One reason for the major focus on the front office stemmed from a significant shift in Krefima’s own operations. Pre-crisis, it was able to fund its lending on the commercial market, but is now directly reliant on the banks, with the main funder being Record Bank. This means it no longer has its own back office (ComponentBanker), effectively selling on its loans as soon as the contracts are generated and signed. As such, in what could be construed as a ‘super-broker’ model, it now has to focus primarily on the service model for its broker network. 

The previous front-end solution was 16 years old and had been built by a small Belgian company, C&C. It was written in Progress, used Citrix – which was proving particularly expensive, with the licence policy bringing €3-400,000 in annual expenses with no business benefit – and was not web-enabled. Krefima wanted the new solution to be compatible with all browsers and devices, including tablets and smartphones.

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‘We want to be at the steering wheel.’
Walter Van Praet, Krefima

[/blockquote]Walter Van Praet, KrefimaIt also wanted to add functionality but, at the same time, says COO, Walter Van Praet, it wanted to take its brokers with it, so needed to ensure that there wasn’t a radical change to the support and functions of the new system (it wanted, for instance, to keep the same shortcut codes). The know-how of the existing system, Flexi, should be carried over into its replacement, dubbed Flexiweb by Krefima.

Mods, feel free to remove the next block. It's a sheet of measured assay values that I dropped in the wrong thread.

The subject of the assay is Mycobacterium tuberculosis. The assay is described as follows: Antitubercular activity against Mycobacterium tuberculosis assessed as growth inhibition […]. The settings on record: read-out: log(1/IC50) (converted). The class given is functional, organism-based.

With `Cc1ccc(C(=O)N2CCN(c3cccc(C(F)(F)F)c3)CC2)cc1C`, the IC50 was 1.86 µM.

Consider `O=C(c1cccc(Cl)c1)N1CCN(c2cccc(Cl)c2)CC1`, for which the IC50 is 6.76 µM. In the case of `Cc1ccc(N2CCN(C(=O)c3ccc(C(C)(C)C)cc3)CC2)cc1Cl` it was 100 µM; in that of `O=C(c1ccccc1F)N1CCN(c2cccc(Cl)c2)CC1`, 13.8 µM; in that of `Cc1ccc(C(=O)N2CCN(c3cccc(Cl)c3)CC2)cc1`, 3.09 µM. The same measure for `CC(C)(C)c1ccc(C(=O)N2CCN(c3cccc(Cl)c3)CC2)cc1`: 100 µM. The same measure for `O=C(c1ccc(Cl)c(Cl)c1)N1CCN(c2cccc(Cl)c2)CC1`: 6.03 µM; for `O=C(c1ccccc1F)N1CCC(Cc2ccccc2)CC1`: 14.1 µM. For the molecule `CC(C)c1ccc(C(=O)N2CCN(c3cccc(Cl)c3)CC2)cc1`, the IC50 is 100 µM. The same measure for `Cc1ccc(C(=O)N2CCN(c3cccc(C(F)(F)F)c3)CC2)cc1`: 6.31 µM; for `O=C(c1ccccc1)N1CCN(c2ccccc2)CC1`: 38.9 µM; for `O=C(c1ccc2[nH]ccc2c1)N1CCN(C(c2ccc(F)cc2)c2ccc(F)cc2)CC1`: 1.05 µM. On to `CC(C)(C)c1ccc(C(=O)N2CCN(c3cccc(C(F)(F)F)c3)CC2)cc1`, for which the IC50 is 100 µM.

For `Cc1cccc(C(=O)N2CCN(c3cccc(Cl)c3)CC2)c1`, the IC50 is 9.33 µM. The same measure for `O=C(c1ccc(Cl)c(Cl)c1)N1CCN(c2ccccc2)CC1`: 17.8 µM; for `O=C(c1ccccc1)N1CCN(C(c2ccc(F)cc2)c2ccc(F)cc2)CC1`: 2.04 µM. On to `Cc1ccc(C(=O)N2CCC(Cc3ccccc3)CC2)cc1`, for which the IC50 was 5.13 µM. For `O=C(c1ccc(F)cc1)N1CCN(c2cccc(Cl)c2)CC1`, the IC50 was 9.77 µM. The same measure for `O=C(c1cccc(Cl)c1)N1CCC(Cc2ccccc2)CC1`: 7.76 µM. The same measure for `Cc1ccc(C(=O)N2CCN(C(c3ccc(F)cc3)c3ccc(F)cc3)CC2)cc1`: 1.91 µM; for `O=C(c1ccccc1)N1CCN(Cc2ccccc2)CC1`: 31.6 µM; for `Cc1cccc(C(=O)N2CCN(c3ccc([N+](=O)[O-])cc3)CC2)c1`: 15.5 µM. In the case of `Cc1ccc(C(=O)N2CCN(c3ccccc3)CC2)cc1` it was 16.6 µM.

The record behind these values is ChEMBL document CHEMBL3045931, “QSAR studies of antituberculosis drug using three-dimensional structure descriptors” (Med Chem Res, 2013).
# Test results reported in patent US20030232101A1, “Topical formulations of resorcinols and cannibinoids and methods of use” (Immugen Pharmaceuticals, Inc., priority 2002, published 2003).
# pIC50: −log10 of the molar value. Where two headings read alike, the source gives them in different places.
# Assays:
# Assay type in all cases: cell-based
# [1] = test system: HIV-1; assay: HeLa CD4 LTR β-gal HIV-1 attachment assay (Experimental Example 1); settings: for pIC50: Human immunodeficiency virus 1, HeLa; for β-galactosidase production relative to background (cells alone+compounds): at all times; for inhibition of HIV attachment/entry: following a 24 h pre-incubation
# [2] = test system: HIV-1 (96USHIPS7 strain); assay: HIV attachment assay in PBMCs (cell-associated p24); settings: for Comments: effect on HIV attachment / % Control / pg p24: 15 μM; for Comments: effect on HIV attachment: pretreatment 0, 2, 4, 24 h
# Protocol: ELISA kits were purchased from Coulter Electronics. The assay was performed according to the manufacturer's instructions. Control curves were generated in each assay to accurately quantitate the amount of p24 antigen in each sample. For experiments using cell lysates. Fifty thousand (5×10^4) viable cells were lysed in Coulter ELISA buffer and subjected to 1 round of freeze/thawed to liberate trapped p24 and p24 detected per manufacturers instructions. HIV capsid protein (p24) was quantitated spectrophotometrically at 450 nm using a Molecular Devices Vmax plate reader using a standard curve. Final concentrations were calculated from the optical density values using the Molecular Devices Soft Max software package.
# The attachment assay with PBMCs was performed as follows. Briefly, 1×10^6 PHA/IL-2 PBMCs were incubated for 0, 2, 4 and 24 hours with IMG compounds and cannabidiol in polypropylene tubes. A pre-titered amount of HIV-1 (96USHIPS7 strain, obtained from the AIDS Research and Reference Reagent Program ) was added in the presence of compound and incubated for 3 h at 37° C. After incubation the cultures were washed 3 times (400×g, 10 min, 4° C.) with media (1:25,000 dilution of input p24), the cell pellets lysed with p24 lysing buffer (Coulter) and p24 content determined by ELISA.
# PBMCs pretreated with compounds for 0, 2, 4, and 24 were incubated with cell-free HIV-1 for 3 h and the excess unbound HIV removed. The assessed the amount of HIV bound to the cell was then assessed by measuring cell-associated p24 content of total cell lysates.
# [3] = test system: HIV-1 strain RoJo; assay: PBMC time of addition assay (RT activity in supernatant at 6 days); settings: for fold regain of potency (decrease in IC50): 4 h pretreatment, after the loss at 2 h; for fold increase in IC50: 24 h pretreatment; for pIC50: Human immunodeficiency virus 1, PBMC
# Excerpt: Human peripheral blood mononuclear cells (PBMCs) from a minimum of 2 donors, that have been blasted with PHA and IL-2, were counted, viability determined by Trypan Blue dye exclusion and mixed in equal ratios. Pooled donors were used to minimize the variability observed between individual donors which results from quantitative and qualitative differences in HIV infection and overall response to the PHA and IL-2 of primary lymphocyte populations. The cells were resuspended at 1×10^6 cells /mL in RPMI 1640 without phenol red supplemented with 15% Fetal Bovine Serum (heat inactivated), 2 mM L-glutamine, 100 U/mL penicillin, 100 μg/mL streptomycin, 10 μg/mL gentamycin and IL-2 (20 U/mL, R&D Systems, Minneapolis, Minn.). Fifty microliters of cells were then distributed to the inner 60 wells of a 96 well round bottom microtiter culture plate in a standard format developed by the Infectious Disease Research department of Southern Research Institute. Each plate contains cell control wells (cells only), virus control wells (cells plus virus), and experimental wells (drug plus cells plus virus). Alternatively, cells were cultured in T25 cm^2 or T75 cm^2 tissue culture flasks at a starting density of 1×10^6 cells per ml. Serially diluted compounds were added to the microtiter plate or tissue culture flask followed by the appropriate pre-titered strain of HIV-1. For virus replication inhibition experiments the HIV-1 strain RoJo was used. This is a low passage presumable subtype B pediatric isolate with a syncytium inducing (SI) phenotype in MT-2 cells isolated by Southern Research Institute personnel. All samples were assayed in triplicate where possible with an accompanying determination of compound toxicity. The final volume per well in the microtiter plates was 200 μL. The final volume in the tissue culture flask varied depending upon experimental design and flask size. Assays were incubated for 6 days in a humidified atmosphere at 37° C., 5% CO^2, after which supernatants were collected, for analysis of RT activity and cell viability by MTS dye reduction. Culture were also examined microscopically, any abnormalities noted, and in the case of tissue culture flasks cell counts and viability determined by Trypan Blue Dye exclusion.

Krefima also wanted to make it easy to sell loans alongside insurance, with the latter from ZA Insurance, which was previously part of the same group as Krefima, owned by Amodo, but has been sold off of late to Delta Lloyd. The previous system brought in the products at the end of the application process, after all of the customer’s details had been captured, but with the new system it was intended to have the products driving the process.

Finally, Krefima wanted to be independent of the software provider so it wanted a fixed price project and to own the IPR at the end. While still turning to Finbetween for support and maintenance, it didn’t want to find itself in a Citrix-type situation, where it could be held hostage by a supplier. When Krefima had ComponentBanker from Business Architects (subsequently bought by Sopra), it had been taken on a licence basis but had ended up heavily customised and expensive.